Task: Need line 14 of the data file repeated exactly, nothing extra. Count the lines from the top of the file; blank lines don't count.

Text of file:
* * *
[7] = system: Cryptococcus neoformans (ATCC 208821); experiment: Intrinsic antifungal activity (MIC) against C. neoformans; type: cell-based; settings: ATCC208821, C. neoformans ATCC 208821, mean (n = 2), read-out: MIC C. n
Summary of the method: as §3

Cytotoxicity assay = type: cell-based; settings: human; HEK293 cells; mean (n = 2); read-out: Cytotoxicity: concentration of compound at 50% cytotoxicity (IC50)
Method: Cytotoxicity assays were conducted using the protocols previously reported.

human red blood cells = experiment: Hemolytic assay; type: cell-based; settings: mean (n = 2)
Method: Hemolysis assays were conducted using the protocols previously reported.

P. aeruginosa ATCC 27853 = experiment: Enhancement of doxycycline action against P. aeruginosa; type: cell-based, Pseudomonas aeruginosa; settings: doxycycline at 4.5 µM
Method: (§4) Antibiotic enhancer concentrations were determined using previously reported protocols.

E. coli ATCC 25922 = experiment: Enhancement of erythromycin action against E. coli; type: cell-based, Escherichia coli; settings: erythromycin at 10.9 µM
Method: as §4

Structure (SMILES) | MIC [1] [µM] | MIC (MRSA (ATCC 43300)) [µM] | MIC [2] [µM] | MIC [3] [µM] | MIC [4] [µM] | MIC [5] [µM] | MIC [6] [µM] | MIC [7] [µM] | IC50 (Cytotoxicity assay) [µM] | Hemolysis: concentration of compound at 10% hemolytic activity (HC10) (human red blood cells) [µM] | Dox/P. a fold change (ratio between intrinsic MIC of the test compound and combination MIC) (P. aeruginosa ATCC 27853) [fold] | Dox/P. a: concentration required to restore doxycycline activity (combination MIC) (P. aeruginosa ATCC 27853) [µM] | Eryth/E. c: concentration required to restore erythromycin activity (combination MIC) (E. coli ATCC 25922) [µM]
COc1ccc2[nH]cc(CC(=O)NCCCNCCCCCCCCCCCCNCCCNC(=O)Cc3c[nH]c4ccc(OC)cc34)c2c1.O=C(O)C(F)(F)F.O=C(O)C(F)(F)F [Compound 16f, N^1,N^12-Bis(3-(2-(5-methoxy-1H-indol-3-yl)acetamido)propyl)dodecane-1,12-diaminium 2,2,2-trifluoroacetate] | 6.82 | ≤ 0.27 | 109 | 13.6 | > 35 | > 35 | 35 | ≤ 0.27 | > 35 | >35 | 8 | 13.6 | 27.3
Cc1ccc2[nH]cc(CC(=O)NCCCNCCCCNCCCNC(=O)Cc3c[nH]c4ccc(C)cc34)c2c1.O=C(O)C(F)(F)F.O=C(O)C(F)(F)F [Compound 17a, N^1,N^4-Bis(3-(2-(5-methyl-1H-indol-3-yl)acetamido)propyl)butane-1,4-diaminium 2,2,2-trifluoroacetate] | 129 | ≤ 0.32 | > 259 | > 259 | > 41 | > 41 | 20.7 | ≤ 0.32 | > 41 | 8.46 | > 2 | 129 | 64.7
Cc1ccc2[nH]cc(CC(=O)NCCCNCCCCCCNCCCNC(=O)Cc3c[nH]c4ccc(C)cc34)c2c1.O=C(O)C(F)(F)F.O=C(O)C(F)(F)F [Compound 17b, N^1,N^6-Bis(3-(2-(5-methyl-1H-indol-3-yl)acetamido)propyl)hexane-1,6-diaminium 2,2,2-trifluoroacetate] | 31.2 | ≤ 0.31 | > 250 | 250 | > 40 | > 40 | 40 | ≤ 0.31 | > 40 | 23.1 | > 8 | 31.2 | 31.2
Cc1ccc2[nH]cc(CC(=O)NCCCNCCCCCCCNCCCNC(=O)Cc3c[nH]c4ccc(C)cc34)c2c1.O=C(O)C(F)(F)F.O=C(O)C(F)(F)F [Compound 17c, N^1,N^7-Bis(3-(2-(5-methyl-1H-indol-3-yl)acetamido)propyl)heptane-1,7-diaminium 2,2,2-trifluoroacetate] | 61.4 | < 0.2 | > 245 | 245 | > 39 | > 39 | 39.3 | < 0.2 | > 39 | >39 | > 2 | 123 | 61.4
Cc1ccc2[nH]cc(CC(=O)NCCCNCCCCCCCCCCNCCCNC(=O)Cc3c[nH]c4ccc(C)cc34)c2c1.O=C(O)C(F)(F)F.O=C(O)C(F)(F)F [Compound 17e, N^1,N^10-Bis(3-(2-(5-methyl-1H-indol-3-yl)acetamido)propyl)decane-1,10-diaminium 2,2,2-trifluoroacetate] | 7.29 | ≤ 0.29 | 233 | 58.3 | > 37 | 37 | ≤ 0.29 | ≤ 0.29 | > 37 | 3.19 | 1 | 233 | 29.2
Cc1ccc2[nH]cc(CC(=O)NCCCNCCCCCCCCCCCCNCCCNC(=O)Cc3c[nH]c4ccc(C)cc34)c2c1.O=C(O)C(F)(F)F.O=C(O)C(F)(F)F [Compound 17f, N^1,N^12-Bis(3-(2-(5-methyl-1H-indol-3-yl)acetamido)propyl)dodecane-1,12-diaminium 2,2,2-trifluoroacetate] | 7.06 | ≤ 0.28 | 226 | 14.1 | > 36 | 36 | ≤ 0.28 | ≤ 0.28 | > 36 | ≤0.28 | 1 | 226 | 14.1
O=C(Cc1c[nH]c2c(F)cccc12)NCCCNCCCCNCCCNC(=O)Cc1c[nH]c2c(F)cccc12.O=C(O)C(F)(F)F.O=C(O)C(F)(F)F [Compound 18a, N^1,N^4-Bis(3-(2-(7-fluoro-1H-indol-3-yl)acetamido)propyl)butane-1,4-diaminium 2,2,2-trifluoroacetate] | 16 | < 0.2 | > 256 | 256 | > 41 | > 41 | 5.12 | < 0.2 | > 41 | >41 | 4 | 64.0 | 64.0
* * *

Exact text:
Cc1ccc2[nH]cc(CC(=O)NCCCNCCCCCCNCCCNC(=O)Cc3c[nH]c4ccc(C)cc34)c2c1.O=C(O)C(F)(F)F.O=C(O)C(F)(F)F [Compound 17b, N^1,N^6-Bis(3-(2-(5-methyl-1H-indol-3-yl)acetamido)propyl)hexane-1,6-diaminium 2,2,2-trifluoroacetate] | 31.2 | ≤ 0.31 | > 250 | 250 | > 40 | > 40 | 40 | ≤ 0.31 | > 40 | 23.1 | > 8 | 31.2 | 31.2